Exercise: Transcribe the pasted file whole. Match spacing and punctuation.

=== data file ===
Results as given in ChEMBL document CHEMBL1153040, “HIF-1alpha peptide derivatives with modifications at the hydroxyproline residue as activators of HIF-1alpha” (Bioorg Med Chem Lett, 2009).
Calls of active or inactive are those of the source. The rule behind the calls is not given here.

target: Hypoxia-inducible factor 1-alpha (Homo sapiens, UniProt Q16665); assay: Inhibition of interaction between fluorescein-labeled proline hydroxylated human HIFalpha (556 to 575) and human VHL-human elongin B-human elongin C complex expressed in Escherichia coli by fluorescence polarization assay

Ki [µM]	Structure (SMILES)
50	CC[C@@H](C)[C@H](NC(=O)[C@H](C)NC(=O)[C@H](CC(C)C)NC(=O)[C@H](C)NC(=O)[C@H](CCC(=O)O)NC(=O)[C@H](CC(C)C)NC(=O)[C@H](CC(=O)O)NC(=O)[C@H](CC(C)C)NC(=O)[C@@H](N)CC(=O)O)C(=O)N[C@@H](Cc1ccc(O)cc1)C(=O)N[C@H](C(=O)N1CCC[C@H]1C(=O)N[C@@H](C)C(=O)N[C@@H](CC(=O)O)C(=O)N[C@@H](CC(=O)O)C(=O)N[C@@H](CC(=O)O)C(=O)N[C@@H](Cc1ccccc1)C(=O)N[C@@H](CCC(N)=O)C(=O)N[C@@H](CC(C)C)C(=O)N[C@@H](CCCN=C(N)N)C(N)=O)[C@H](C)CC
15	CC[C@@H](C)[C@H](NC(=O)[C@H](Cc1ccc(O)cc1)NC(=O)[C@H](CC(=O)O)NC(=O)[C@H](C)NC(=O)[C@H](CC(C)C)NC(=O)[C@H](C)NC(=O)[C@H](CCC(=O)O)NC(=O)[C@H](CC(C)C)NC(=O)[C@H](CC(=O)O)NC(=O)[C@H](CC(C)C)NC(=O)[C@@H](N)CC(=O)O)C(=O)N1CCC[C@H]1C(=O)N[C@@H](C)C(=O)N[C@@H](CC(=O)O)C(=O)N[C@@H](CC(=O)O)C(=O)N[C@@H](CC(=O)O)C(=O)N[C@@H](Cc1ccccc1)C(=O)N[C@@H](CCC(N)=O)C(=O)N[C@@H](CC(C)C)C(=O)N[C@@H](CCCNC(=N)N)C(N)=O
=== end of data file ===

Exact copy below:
Results as given in ChEMBL document CHEMBL1153040, “HIF-1alpha peptide derivatives with modifications at the hydroxyproline residue as activators of HIF-1alpha” (Bioorg Med Chem Lett, 2009).
Calls of active or inactive are those of the source. The rule behind the calls is not given here.

target: Hypoxia-inducible factor 1-alpha (Homo sapiens, UniProt Q16665); assay: Inhibition of interaction between fluorescein-labeled proline hydroxylated human HIFalpha (556 to 575) and human VHL-human elongin B-human elongin C complex expressed in Escherichia coli by fluorescence polarization assay

Ki [µM]	Structure (SMILES)
50	CC[C@@H](C)[C@H](NC(=O)[C@H](C)NC(=O)[C@H](CC(C)C)NC(=O)[C@H](C)NC(=O)[C@H](CCC(=O)O)NC(=O)[C@H](CC(C)C)NC(=O)[C@H](CC(=O)O)NC(=O)[C@H](CC(C)C)NC(=O)[C@@H](N)CC(=O)O)C(=O)N[C@@H](Cc1ccc(O)cc1)C(=O)N[C@H](C(=O)N1CCC[C@H]1C(=O)N[C@@H](C)C(=O)N[C@@H](CC(=O)O)C(=O)N[C@@H](CC(=O)O)C(=O)N[C@@H](CC(=O)O)C(=O)N[C@@H](Cc1ccccc1)C(=O)N[C@@H](CCC(N)=O)C(=O)N[C@@H](CC(C)C)C(=O)N[C@@H](CCCN=C(N)N)C(N)=O)[C@H](C)CC
15	CC[C@@H](C)[C@H](NC(=O)[C@H](Cc1ccc(O)cc1)NC(=O)[C@H](CC(=O)O)NC(=O)[C@H](C)NC(=O)[C@H](CC(C)C)NC(=O)[C@H](C)NC(=O)[C@H](CCC(=O)O)NC(=O)[C@H](CC(C)C)NC(=O)[C@H](CC(=O)O)NC(=O)[C@H](CC(C)C)NC(=O)[C@@H](N)CC(=O)O)C(=O)N1CCC[C@H]1C(=O)N[C@@H](C)C(=O)N[C@@H](CC(=O)O)C(=O)N[C@@H](CC(=O)O)C(=O)N[C@@H](CC(=O)O)C(=O)N[C@@H](Cc1ccccc1)C(=O)N[C@@H](CCC(N)=O)C(=O)N[C@@H](CC(C)C)C(=O)N[C@@H](CCCNC(=N)N)C(N)=O